The 1% Blooper!

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The 1% Blooper!

My partner and l have been an official couple for nearly five years – official this coming June. [We knew each other before we started properly ‘dating’]

For the majority of that time together we have faced, challenges, obstacles and hurdles and we have overcome all of them. On a scale of 1-10 in reference to happiness, l would say that mostly it has resided in the 9 bracket, but obviously at times of great confusion it sits in the 6-7. This is still great for a relationship though!

My partner is predominately an NT [neurotypical], whilst l am as you probably know by now an Aspie [Aspergers Syndrome], which can make for at times the occasional blimp, blip, blooper or glitch. We don’t always see or think the same way which is understandable, and let’s be brutally honest our ‘NeuroAspie’ is not specifically unique or different to that of a full Neuro/Neuro or Aspie/Aspie relationship – Every relationship on the planet can at one point or another experience the ‘Curveball Glitch!

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But normally we are pretty harmonious and can communicate and interact extremely well despite a difference occasionally in the way we see or interpret things. The design below represents the bloopers in relationships.

I was born an Aspie, but was only recognised at 43 and privately diagnosed when l hit late 44. I am nearly 55, so officially an Aspie for 10 years this year. It was a blessing as much as it was an opened can of worms for l was suddenly astutely aware that my ‘differences’ to mainstream society was not because l was ‘ill’ as the medical professionals deigned me to be for more years than l care to remember, but more significantly because l had this strange social ‘thang’ going on – but now l had a label that identified my occasionally [sometimes frequent] quirky inappropriate behaviour and actions.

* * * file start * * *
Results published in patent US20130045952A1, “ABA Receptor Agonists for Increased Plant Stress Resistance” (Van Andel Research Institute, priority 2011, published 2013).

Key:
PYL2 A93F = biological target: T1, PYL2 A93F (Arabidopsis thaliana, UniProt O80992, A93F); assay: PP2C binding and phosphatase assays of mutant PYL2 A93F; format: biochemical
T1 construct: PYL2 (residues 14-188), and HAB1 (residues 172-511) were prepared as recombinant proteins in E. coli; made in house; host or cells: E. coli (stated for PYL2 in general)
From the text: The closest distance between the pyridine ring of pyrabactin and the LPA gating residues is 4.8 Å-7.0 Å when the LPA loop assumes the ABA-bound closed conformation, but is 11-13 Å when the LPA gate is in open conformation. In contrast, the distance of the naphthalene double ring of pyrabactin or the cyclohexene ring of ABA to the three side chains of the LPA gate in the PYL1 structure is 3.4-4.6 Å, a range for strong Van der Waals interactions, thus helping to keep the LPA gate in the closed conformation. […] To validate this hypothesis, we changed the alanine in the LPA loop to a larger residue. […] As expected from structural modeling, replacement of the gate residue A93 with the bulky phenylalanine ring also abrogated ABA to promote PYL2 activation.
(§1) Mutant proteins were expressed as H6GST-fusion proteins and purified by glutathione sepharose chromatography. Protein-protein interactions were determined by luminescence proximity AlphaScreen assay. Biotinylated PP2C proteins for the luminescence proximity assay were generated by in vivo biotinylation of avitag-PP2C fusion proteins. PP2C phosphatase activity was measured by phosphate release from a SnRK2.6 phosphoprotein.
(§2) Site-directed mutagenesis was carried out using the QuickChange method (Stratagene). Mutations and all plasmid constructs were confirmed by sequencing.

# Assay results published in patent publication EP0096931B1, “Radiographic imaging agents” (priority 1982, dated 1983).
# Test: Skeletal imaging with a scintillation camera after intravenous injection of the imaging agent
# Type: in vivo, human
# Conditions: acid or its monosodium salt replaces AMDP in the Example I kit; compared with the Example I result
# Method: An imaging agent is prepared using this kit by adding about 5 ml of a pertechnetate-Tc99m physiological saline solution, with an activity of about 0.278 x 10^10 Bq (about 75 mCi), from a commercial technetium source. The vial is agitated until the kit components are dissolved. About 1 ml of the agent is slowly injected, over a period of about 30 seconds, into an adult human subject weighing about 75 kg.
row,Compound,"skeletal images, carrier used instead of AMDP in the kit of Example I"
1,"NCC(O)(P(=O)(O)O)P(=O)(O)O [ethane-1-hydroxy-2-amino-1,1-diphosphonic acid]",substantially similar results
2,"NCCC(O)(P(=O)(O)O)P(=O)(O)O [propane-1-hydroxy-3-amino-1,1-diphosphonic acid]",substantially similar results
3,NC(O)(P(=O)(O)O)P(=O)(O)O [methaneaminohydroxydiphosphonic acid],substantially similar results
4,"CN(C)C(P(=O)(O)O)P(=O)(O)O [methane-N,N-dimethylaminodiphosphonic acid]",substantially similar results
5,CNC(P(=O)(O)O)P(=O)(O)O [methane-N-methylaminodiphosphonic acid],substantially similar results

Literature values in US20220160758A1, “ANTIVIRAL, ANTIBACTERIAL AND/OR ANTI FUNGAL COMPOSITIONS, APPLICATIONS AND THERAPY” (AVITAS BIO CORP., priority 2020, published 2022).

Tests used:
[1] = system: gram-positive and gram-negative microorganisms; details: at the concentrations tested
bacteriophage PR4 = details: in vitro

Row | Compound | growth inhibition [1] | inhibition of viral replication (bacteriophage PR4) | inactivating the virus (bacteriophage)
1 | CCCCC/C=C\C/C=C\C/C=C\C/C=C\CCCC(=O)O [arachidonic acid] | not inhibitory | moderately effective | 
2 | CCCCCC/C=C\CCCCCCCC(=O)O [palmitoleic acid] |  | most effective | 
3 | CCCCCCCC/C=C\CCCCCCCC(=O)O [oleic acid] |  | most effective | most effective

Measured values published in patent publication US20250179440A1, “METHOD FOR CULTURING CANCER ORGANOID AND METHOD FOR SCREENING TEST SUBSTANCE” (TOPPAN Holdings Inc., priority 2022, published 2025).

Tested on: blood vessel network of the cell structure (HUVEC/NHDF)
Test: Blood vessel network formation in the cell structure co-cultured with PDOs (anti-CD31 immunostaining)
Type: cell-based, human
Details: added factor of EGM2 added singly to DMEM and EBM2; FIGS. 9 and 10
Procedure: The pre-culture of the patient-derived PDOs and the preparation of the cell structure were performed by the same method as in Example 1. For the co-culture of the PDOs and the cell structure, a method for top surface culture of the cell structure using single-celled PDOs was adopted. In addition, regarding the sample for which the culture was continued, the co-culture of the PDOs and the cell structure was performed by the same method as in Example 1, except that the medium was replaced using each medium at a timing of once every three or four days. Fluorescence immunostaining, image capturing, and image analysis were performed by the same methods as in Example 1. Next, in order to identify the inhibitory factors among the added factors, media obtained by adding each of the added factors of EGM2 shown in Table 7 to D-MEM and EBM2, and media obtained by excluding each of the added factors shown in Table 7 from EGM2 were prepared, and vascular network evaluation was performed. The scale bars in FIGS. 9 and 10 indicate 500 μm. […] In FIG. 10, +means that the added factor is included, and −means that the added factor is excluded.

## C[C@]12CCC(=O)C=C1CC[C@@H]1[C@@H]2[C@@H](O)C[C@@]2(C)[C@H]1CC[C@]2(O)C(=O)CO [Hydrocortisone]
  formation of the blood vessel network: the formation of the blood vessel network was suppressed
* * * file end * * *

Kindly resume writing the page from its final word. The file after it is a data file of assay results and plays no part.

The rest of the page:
So, there we have it ‘l am an Aspie and proud!” I have no shame or guilt at saying this, and in truth why the fuck should l? Because all of us, irrelevant to who we are, whatever label we may or may not hold, can only be ourselves, we are after all ‘All Different’ anyway!

My partner is not on the spectrum in the same way as l am, although indirectly, she certainly shows some very clear indications that she might lean that way, although this might be the result of having me as her partner for five years! However despite much controversy – science does verify that many people ‘are’ on the spectrum anyway, it just comes down to %’s and balance! However for the sake of the ‘Harmony’ design and this post, her thinking of A – B is as typical to her as is my own B – A thought patterning!

Which means that whilst as two planets can evolve around each other harmoniously, there does come a time when on occasion, these two planets can ‘Bump into each other!’ Not so harmonious then! The design was based upon that theory, those two planets – in our case ‘Aspergers’ & Neurotypical can live happily together in one universe for 99% of their 100% existence!

It’s that 1% bump that can feel like an almighty 99% tsunami and meteor shower all rolled up into one major disaster

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My partner tells me that ‘Living with an Aspie’ is a real challenge and that l must feel the same? I have to remind myself to not be typically literal with that, and that she means living with her and not living with me, but living with me from my point of view is also hard work, so l can see where she is coming from with her statement!